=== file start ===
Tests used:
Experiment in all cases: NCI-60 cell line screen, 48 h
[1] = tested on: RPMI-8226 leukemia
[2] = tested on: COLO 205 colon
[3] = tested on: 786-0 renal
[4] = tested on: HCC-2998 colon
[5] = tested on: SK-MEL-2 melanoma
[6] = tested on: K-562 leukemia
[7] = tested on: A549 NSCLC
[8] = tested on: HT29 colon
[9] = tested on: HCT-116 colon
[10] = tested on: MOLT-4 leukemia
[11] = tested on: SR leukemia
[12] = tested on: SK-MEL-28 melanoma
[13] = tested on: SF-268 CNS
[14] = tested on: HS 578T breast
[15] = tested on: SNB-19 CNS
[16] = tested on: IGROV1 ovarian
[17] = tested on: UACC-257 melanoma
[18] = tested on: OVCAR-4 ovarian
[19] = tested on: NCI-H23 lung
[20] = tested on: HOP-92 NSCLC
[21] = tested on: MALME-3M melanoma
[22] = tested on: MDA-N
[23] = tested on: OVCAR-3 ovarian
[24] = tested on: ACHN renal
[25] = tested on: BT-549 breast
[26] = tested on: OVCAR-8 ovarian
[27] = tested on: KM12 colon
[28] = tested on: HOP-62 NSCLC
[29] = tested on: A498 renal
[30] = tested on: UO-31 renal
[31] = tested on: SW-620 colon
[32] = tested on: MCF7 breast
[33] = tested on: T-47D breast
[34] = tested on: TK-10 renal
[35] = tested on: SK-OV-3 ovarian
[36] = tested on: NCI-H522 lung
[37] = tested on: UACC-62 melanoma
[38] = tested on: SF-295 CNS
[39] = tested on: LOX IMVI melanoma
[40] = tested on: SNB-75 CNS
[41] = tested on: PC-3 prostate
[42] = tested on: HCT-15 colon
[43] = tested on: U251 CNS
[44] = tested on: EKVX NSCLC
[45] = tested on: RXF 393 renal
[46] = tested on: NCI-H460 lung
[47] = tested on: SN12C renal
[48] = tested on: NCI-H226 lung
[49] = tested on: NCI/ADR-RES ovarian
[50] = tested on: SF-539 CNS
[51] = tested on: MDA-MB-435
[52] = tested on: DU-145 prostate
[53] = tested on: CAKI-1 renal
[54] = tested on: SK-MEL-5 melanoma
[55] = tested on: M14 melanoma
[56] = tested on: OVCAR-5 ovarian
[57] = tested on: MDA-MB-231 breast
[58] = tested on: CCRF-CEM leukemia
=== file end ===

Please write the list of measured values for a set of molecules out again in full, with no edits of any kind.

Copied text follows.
Tests used:
Experiment in all cases: NCI-60 cell line screen, 48 h
[1] = tested on: RPMI-8226 leukemia
[2] = tested on: COLO 205 colon
[3] = tested on: 786-0 renal
[4] = tested on: HCC-2998 colon
[5] = tested on: SK-MEL-2 melanoma
[6] = tested on: K-562 leukemia
[7] = tested on: A549 NSCLC
[8] = tested on: HT29 colon
[9] = tested on: HCT-116 colon
[10] = tested on: MOLT-4 leukemia
[11] = tested on: SR leukemia
[12] = tested on: SK-MEL-28 melanoma
[13] = tested on: SF-268 CNS
[14] = tested on: HS 578T breast
[15] = tested on: SNB-19 CNS
[16] = tested on: IGROV1 ovarian
[17] = tested on: UACC-257 melanoma
[18] = tested on: OVCAR-4 ovarian
[19] = tested on: NCI-H23 lung
[20] = tested on: HOP-92 NSCLC
[21] = tested on: MALME-3M melanoma
[22] = tested on: MDA-N
[23] = tested on: OVCAR-3 ovarian
[24] = tested on: ACHN renal
[25] = tested on: BT-549 breast
[26] = tested on: OVCAR-8 ovarian
[27] = tested on: KM12 colon
[28] = tested on: HOP-62 NSCLC
[29] = tested on: A498 renal
[30] = tested on: UO-31 renal
[31] = tested on: SW-620 colon
[32] = tested on: MCF7 breast
[33] = tested on: T-47D breast
[34] = tested on: TK-10 renal
[35] = tested on: SK-OV-3 ovarian
[36] = tested on: NCI-H522 lung
[37] = tested on: UACC-62 melanoma
[38] = tested on: SF-295 CNS
[39] = tested on: LOX IMVI melanoma
[40] = tested on: SNB-75 CNS
[41] = tested on: PC-3 prostate
[42] = tested on: HCT-15 colon
[43] = tested on: U251 CNS
[44] = tested on: EKVX NSCLC
[45] = tested on: RXF 393 renal
[46] = tested on: NCI-H460 lung
[47] = tested on: SN12C renal
[48] = tested on: NCI-H226 lung
[49] = tested on: NCI/ADR-RES ovarian
[50] = tested on: SF-539 CNS
[51] = tested on: MDA-MB-435
[52] = tested on: DU-145 prostate
[53] = tested on: CAKI-1 renal
[54] = tested on: SK-MEL-5 melanoma
[55] = tested on: M14 melanoma
[56] = tested on: OVCAR-5 ovarian
[57] = tested on: MDA-MB-231 breast
[58] = tested on: CCRF-CEM leukemia